Church leaders from the Pacific are calling on New Zealanders to take action against the impact of climate change on our neighbouring nations.
TEAR Fund, Oxfam, 350 Aotearoa, the Diocesan Climate Change Action Group, and the Reformed Christian Church of Tuvalu, joined forces in bringing Pacific leaders to New Zealand to speak publicly about their plight.
They hope it will challenge communities to think seriously about the impact their consumer choices and lifestyles have on climate change.
Reverend Tafue Lusama, founder of the Pacific Islands Climate Action Network, lead the charge in a series of talks across Auckland, Wellington and Christchurch.
Mr Lusama said rising sea levels, changes to crops and fishing, and unpredictable storms, are not simply a point of scientific discussion as they threaten his livelihood in Tuvalu.
The impacts of climate change, he said, are tearing apart communities on all the islands that surround his nation.
Green MP Denise Roche attended the Auckland meetings, and said it is vital to encourage people to talk more about how their actions impact climate change.
“Targeting the Pacific religious leaders based in Auckland is a really good idea, given that they have strong connections with their home community but may not be aware of what the impact of climate change can be,” said Ms Roche.
She said while Pacific nations create some of the lowest emissions, they often have to deal with the consequences of other nations’ environmental impacts through rising sea levels or adverse weather events.
Ms Roche also said it’s not surprising to see Christian and faith-based communities tackling the topic of climate change head-on, given the often strong focus on justice issues within these groups.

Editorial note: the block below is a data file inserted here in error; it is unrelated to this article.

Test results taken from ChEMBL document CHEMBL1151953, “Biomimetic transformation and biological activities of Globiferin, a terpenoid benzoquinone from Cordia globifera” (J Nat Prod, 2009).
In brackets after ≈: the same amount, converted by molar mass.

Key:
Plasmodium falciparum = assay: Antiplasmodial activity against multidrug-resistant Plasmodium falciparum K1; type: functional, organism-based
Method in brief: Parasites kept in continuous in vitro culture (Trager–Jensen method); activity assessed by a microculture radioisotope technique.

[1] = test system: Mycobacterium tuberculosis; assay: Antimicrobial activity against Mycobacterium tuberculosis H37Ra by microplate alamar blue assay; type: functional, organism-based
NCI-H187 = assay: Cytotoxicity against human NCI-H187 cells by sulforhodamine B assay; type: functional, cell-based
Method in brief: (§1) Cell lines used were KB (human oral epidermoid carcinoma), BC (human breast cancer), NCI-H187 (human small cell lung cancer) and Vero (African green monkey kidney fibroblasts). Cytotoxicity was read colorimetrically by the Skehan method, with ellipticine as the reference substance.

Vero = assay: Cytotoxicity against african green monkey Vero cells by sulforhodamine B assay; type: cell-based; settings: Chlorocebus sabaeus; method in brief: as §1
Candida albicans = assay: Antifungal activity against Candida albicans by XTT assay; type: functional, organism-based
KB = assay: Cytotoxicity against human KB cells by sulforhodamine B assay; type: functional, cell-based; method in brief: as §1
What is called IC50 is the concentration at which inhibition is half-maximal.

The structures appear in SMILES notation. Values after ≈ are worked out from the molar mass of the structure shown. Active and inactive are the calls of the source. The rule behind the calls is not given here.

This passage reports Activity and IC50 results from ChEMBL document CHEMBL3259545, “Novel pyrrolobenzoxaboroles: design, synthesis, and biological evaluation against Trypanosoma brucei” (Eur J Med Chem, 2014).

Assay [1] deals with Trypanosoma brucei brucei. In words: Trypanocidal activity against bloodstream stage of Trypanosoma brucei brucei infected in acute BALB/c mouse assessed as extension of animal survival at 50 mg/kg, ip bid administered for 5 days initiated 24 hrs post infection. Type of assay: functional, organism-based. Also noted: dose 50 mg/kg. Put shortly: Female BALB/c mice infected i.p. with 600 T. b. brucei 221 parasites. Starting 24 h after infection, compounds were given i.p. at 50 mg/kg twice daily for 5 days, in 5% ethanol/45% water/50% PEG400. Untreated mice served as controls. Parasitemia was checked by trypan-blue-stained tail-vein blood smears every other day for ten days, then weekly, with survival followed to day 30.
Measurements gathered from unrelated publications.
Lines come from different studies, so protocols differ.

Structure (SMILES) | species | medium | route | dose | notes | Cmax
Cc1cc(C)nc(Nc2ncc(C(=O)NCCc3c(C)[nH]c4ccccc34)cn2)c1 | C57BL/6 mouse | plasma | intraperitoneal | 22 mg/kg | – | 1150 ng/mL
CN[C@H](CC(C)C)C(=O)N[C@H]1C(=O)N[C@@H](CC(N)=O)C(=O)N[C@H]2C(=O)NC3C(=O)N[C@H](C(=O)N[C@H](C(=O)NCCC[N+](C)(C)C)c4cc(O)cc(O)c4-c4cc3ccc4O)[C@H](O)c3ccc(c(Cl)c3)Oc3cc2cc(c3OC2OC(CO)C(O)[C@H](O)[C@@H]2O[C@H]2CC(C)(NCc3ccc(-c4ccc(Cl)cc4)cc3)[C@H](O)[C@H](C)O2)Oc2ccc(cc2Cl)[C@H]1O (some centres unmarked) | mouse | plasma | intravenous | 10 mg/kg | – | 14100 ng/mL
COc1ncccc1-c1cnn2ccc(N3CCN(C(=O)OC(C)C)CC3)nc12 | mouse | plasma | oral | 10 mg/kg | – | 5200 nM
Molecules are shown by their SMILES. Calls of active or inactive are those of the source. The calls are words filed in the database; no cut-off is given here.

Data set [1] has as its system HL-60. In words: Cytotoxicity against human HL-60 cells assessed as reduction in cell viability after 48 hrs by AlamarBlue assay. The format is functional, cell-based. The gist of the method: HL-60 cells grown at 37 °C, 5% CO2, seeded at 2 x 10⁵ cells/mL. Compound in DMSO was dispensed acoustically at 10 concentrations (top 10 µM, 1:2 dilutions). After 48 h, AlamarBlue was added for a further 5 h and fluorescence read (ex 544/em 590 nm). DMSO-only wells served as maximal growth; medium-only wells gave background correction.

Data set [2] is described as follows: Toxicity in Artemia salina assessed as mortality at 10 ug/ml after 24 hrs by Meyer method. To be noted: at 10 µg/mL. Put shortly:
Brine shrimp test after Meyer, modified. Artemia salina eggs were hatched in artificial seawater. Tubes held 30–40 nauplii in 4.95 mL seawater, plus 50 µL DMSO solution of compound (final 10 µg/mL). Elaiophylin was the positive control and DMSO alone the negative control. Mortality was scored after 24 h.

TEAR Fund’s education and advocacy manager, Dr Murray Sheard, said targeting the Christian groups is part of a wider push to make communities aware of the local impact of a global issue.
“We’re interested in getting climate change onto the table, so we thought one very good way of doing that was to bring over some of our Pacific neighbours, because they are some of the most affected people,” said Dr Sheard.
“There are others that try to get their church leaders to focus more on how this is a justice issue… that whole idea of how we act responsibly, not just for something that’s way away, but is actually right on our back door.”
Jay Lucas, an elder at Auckland church Edge Kingsland, said there has been a shift in the way church leaders talk about environmental issues, and climate change is no longer an issue that can go unaddressed by any community.
“There are some people that are going need to come at this from a macro level, be they economists, bankers, environmentalists, or DOC,” said Mr Lucas.
“[But] the church that is filled with just normal people needs to begin to see the morality of our consumer choices that affect the environment.”
Dr Sheard said the talks were well received, and they hope to set up local groups in each of the cities visited to ensure the issues are taken forward.